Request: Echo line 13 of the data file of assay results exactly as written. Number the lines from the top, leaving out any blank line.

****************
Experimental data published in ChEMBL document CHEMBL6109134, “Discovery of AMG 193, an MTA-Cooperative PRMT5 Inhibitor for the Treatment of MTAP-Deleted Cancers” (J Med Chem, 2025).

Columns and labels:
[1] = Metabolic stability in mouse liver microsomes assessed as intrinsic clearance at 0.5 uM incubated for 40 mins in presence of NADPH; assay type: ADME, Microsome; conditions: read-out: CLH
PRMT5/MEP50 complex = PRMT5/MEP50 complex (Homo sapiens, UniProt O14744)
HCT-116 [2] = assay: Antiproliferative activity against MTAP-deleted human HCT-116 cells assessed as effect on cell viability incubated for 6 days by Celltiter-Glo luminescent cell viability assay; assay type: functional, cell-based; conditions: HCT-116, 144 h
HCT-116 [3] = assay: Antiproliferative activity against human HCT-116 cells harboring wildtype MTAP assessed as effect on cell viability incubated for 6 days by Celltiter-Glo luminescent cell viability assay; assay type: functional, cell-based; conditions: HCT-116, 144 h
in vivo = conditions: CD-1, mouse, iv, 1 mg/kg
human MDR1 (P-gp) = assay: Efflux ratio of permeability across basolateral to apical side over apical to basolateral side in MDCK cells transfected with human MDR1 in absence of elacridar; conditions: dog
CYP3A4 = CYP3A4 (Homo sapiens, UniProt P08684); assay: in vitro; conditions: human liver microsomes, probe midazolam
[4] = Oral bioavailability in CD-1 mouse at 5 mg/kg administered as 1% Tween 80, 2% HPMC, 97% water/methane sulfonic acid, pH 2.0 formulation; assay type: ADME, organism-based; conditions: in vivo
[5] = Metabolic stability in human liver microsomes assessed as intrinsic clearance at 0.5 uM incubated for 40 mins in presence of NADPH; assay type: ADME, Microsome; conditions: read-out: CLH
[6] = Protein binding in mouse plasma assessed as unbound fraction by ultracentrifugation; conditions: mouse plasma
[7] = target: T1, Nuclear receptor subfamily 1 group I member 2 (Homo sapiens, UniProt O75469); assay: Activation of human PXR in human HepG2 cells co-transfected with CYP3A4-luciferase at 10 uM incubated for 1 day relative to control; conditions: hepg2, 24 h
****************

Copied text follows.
[7] = target: T1, Nuclear receptor subfamily 1 group I member 2 (Homo sapiens, UniProt O75469); assay: Activation of human PXR in human HepG2 cells co-transfected with CYP3A4-luciferase at 10 uM incubated for 1 day relative to control; conditions: hepg2, 24 h